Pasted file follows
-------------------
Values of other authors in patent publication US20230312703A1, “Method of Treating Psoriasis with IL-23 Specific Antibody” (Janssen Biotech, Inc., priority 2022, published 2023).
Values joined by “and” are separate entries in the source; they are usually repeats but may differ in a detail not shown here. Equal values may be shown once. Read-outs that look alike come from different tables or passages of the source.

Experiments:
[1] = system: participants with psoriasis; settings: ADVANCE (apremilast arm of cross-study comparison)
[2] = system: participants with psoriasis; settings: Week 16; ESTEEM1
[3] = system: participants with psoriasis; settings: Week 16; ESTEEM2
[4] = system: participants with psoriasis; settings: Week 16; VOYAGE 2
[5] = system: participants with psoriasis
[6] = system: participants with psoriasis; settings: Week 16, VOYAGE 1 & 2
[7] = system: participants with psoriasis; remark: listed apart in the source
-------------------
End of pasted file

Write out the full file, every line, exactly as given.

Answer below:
Values of other authors in patent publication US20230312703A1, “Method of Treating Psoriasis with IL-23 Specific Antibody” (Janssen Biotech, Inc., priority 2022, published 2023).
Values joined by “and” are separate entries in the source; they are usually repeats but may differ in a detail not shown here. Equal values may be shown once. Read-outs that look alike come from different tables or passages of the source.

Experiments:
[1] = system: participants with psoriasis; settings: ADVANCE (apremilast arm of cross-study comparison)
[2] = system: participants with psoriasis; settings: Week 16; ESTEEM1
[3] = system: participants with psoriasis; settings: Week 16; ESTEEM2
[4] = system: participants with psoriasis; settings: Week 16; VOYAGE 2
[5] = system: participants with psoriasis
[6] = system: participants with psoriasis; settings: Week 16, VOYAGE 1 & 2
[7] = system: participants with psoriasis; remark: listed apart in the source